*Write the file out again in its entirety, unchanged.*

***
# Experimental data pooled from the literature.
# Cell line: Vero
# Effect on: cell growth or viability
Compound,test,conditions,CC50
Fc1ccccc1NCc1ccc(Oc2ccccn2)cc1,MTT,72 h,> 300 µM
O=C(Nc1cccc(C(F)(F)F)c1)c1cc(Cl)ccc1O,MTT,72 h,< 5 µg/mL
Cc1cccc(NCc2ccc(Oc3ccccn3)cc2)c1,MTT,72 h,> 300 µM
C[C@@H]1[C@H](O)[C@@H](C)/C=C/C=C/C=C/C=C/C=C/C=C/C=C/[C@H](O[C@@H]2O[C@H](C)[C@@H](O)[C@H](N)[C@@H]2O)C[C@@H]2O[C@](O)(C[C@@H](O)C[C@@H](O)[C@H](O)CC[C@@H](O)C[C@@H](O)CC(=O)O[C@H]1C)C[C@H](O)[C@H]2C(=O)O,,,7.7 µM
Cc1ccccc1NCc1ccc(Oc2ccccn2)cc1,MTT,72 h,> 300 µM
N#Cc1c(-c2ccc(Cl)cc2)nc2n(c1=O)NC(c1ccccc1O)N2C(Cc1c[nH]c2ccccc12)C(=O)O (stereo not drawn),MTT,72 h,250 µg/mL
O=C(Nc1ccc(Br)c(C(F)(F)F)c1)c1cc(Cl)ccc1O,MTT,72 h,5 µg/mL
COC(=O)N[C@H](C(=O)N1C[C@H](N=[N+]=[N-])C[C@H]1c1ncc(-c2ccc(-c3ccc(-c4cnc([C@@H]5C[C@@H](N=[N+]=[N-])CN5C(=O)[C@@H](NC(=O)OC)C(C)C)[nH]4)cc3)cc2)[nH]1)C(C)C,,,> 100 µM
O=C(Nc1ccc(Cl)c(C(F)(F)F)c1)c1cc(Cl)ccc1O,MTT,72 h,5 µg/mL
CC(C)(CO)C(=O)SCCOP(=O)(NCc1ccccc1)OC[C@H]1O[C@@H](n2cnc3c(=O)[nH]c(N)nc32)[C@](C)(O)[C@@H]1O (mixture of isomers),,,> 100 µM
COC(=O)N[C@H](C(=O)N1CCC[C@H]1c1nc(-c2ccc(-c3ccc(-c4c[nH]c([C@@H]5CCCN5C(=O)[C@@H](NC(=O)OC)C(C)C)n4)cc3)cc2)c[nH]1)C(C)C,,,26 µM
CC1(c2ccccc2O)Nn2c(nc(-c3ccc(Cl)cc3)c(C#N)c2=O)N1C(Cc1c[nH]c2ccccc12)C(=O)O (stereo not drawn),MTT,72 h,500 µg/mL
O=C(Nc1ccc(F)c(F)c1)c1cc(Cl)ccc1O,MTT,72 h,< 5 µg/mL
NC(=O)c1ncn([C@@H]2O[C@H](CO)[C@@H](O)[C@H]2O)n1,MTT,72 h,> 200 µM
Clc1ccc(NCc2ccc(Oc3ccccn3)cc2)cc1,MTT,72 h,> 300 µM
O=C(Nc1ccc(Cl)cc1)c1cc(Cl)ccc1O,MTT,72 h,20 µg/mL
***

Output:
# Experimental data pooled from the literature.
# Cell line: Vero
# Effect on: cell growth or viability
Compound,test,conditions,CC50
Fc1ccccc1NCc1ccc(Oc2ccccn2)cc1,MTT,72 h,> 300 µM
O=C(Nc1cccc(C(F)(F)F)c1)c1cc(Cl)ccc1O,MTT,72 h,< 5 µg/mL
Cc1cccc(NCc2ccc(Oc3ccccn3)cc2)c1,MTT,72 h,> 300 µM
C[C@@H]1[C@H](O)[C@@H](C)/C=C/C=C/C=C/C=C/C=C/C=C/C=C/[C@H](O[C@@H]2O[C@H](C)[C@@H](O)[C@H](N)[C@@H]2O)C[C@@H]2O[C@](O)(C[C@@H](O)C[C@@H](O)[C@H](O)CC[C@@H](O)C[C@@H](O)CC(=O)O[C@H]1C)C[C@H](O)[C@H]2C(=O)O,,,7.7 µM
Cc1ccccc1NCc1ccc(Oc2ccccn2)cc1,MTT,72 h,> 300 µM
N#Cc1c(-c2ccc(Cl)cc2)nc2n(c1=O)NC(c1ccccc1O)N2C(Cc1c[nH]c2ccccc12)C(=O)O (stereo not drawn),MTT,72 h,250 µg/mL
O=C(Nc1ccc(Br)c(C(F)(F)F)c1)c1cc(Cl)ccc1O,MTT,72 h,5 µg/mL
COC(=O)N[C@H](C(=O)N1C[C@H](N=[N+]=[N-])C[C@H]1c1ncc(-c2ccc(-c3ccc(-c4cnc([C@@H]5C[C@@H](N=[N+]=[N-])CN5C(=O)[C@@H](NC(=O)OC)C(C)C)[nH]4)cc3)cc2)[nH]1)C(C)C,,,> 100 µM
O=C(Nc1ccc(Cl)c(C(F)(F)F)c1)c1cc(Cl)ccc1O,MTT,72 h,5 µg/mL
CC(C)(CO)C(=O)SCCOP(=O)(NCc1ccccc1)OC[C@H]1O[C@@H](n2cnc3c(=O)[nH]c(N)nc32)[C@](C)(O)[C@@H]1O (mixture of isomers),,,> 100 µM
COC(=O)N[C@H](C(=O)N1CCC[C@H]1c1nc(-c2ccc(-c3ccc(-c4c[nH]c([C@@H]5CCCN5C(=O)[C@@H](NC(=O)OC)C(C)C)n4)cc3)cc2)c[nH]1)C(C)C,,,26 µM
CC1(c2ccccc2O)Nn2c(nc(-c3ccc(Cl)cc3)c(C#N)c2=O)N1C(Cc1c[nH]c2ccccc12)C(=O)O (stereo not drawn),MTT,72 h,500 µg/mL
O=C(Nc1ccc(F)c(F)c1)c1cc(Cl)ccc1O,MTT,72 h,< 5 µg/mL
NC(=O)c1ncn([C@@H]2O[C@H](CO)[C@@H](O)[C@H]2O)n1,MTT,72 h,> 200 µM
Clc1ccc(NCc2ccc(Oc3ccccn3)cc2)cc1,MTT,72 h,> 300 µM
O=C(Nc1ccc(Cl)cc1)c1cc(Cl)ccc1O,MTT,72 h,20 µg/mL